I wasn’t really sure what to expect from my GP appointment, but I was mostly expecting to get the diagnosis confirmed, and either get sent to a specialist to deal with it, or organise another appointment at the GP.

What actually happened was it took all of five minutes for my doctor to confirm the diagnosis, then work how he had time in his schedule, and there was a nurse free, to excise the lesion straight away. I was given a local anaesthetic, so I felt no pain whatsoever, but you still feel the doctor pulling on your skin up, down left and right, so that the complete lesion can be removed, as well as a small amount of surrounding skin in case the cancer has spread.

Here I should mention that melanomas spread very fast, and when they’re excised up to a centimetre of skin may need to be removed, where as for a non-melanomic, a millimetre or so is good enough.

I got four sutures put in, they stayed for a week (we have a long easter break in Australia) so it ended up being closer to a week and a half. I had no problems, my scar healed up quickly and nicely. Now, a couple of months later, there’s a little redness along the scar line, but that’s about it.

So. The take aways. UV is not correlated to heat, you can get a lot of UV exposure in cold environments. If you’re travelling through a high UV area, take precautions (clothes that cover a lot of your skin, hat, sunglasses, sunscreen). If you live in a high UV area, get your skin checked regularly. Also, keep an eye on your own skin. Use a diary to record any new bumps, lumps, spots etc.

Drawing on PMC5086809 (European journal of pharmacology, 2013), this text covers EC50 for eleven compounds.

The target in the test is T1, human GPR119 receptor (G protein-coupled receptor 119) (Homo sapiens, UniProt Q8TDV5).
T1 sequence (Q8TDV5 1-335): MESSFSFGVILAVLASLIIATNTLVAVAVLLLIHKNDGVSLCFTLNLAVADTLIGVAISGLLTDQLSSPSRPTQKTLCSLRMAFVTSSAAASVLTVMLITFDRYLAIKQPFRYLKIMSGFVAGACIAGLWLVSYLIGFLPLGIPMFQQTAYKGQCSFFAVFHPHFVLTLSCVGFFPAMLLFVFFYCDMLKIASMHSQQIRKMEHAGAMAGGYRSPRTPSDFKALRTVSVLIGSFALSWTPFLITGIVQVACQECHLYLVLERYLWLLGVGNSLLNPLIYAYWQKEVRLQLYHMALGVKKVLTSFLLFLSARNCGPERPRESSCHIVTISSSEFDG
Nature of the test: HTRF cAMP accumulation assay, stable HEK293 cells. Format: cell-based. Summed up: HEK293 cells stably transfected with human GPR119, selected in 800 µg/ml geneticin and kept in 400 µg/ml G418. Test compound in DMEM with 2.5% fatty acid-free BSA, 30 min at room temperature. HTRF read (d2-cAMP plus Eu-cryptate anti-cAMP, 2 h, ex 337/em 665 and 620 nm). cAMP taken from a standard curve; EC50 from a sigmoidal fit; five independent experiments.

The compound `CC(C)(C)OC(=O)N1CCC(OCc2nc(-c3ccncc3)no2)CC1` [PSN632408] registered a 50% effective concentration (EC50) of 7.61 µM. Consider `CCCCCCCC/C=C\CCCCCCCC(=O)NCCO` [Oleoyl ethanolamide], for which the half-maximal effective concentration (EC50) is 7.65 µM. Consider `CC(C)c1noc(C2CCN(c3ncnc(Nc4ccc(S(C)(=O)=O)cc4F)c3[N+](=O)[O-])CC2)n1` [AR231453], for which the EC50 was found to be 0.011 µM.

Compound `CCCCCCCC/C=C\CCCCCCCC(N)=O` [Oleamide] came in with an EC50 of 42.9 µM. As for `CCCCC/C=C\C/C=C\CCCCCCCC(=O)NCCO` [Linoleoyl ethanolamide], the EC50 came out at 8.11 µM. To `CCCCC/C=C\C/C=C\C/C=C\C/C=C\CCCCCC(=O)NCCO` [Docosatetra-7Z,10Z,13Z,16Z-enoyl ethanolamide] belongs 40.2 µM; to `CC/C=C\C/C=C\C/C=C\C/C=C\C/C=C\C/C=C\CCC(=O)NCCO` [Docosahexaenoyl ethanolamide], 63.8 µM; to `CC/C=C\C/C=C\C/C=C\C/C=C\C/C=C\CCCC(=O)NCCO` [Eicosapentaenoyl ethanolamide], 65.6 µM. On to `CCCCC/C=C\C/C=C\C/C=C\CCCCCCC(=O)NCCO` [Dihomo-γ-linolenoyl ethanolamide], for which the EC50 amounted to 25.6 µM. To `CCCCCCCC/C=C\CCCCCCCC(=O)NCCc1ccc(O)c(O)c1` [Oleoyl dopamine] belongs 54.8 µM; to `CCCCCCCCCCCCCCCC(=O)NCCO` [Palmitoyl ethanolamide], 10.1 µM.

hpr2073 :: The power of GNU Readline - part 1

There's a lot you can do to speed up typing by using GNU Readline. We'll explore how in this series

Hosted by Dave Morriss on 2016-07-13 and released under a CC-BY-SA license.
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The power of GNU Readline - part 1

We all use GNU Readline if we we use the CLI in Linux because it manages input, line editing and command history in Bash and in many tools.

I have been using Unix and later Linux since the 1980's, and gradually learnt how to do things like jump to the start or the end of the line, delete a character backwards up to a space, or delete the entire line.

I think that learning GNU Readline is worthwhile since it contains a lot more features than what I just described. I thought I would do a few episodes on HPR to introduce some of what I consider to be the most useful features.

I want to keep the episodes short since this is a dry subject, and, if you are anything like me, you can't take in more than a few key sequences at a time.

The source of my information is the GNU Readline Manual. This is very well written, if a little overwhelming.

To read the rest of the notes for this episode follow this link: